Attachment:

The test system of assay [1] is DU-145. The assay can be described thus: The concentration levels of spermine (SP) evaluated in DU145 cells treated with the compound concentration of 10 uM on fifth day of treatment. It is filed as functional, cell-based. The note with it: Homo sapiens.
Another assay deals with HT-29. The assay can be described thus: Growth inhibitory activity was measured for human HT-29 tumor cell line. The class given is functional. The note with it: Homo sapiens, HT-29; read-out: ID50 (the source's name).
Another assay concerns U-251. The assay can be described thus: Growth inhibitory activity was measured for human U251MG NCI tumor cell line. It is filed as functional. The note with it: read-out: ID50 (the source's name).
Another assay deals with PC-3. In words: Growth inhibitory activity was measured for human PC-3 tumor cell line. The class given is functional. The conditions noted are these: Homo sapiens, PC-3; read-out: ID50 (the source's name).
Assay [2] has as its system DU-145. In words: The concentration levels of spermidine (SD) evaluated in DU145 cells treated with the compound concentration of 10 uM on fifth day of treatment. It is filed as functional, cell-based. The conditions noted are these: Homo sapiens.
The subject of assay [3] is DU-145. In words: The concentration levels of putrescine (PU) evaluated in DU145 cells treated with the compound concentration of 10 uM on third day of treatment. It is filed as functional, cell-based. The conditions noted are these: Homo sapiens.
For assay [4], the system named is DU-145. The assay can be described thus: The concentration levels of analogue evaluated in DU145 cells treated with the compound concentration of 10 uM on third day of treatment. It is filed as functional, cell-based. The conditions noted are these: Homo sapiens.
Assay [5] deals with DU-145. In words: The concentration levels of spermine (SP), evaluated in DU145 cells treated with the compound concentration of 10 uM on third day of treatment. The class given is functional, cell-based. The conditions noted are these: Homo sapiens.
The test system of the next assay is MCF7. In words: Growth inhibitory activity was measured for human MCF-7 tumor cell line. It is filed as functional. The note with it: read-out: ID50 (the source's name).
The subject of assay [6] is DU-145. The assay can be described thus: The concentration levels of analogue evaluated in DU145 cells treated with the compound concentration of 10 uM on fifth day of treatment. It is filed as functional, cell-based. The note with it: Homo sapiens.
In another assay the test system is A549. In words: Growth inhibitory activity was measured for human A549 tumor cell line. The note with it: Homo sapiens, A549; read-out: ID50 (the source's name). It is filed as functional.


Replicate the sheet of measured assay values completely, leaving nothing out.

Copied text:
The test system of assay [1] is DU-145. The assay can be described thus: The concentration levels of spermine (SP) evaluated in DU145 cells treated with the compound concentration of 10 uM on fifth day of treatment. It is filed as functional, cell-based. The note with it: Homo sapiens.
Another assay deals with HT-29. The assay can be described thus: Growth inhibitory activity was measured for human HT-29 tumor cell line. The class given is functional. The note with it: Homo sapiens, HT-29; read-out: ID50 (the source's name).
Another assay concerns U-251. The assay can be described thus: Growth inhibitory activity was measured for human U251MG NCI tumor cell line. It is filed as functional. The note with it: read-out: ID50 (the source's name).
Another assay deals with PC-3. In words: Growth inhibitory activity was measured for human PC-3 tumor cell line. The class given is functional. The conditions noted are these: Homo sapiens, PC-3; read-out: ID50 (the source's name).
Assay [2] has as its system DU-145. In words: The concentration levels of spermidine (SD) evaluated in DU145 cells treated with the compound concentration of 10 uM on fifth day of treatment. It is filed as functional, cell-based. The conditions noted are these: Homo sapiens.
The subject of assay [3] is DU-145. In words: The concentration levels of putrescine (PU) evaluated in DU145 cells treated with the compound concentration of 10 uM on third day of treatment. It is filed as functional, cell-based. The conditions noted are these: Homo sapiens.
For assay [4], the system named is DU-145. The assay can be described thus: The concentration levels of analogue evaluated in DU145 cells treated with the compound concentration of 10 uM on third day of treatment. It is filed as functional, cell-based. The conditions noted are these: Homo sapiens.
Assay [5] deals with DU-145. In words: The concentration levels of spermine (SP), evaluated in DU145 cells treated with the compound concentration of 10 uM on third day of treatment. The class given is functional, cell-based. The conditions noted are these: Homo sapiens.
The test system of the next assay is MCF7. In words: Growth inhibitory activity was measured for human MCF-7 tumor cell line. It is filed as functional. The note with it: read-out: ID50 (the source's name).
The subject of assay [6] is DU-145. The assay can be described thus: The concentration levels of analogue evaluated in DU145 cells treated with the compound concentration of 10 uM on fifth day of treatment. It is filed as functional, cell-based. The note with it: Homo sapiens.
In another assay the test system is A549. In words: Growth inhibitory activity was measured for human A549 tumor cell line. The note with it: Homo sapiens, A549; read-out: ID50 (the source's name). It is filed as functional.